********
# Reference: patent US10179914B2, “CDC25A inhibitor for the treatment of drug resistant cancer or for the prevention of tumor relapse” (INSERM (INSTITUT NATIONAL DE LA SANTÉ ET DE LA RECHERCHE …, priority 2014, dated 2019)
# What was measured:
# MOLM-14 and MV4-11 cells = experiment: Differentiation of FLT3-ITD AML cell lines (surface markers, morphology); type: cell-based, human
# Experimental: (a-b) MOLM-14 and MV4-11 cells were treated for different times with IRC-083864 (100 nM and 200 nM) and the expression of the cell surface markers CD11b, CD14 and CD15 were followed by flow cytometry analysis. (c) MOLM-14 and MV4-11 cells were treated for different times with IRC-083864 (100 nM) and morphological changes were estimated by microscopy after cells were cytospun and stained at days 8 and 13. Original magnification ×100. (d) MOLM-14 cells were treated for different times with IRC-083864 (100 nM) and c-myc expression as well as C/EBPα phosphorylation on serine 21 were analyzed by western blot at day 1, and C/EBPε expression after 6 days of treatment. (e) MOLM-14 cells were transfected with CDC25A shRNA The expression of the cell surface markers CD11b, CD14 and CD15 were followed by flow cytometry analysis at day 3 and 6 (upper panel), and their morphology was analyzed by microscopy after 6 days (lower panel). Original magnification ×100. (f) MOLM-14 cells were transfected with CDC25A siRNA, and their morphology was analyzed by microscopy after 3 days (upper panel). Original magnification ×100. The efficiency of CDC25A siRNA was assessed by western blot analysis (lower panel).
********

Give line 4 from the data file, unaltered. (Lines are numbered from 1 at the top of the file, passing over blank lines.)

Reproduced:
# Experimental: (a-b) MOLM-14 and MV4-11 cells were treated for different times with IRC-083864 (100 nM and 200 nM) and the expression of the cell surface markers CD11b, CD14 and CD15 were followed by flow cytometry analysis. (c) MOLM-14 and MV4-11 cells were treated for different times with IRC-083864 (100 nM) and morphological changes were estimated by microscopy after cells were cytospun and stained at days 8 and 13. Original magnification ×100. (d) MOLM-14 cells were treated for different times with IRC-083864 (100 nM) and c-myc expression as well as C/EBPα phosphorylation on serine 21 were analyzed by western blot at day 1, and C/EBPε expression after 6 days of treatment. (e) MOLM-14 cells were transfected with CDC25A shRNA The expression of the cell surface markers CD11b, CD14 and CD15 were followed by flow cytometry analysis at day 3 and 6 (upper panel), and their morphology was analyzed by microscopy after 6 days (lower panel). Original magnification ×100. (f) MOLM-14 cells were transfected with CDC25A siRNA, and their morphology was analyzed by microscopy after 3 days (upper panel). Original magnification ×100. The efficiency of CDC25A siRNA was assessed by western blot analysis (lower panel).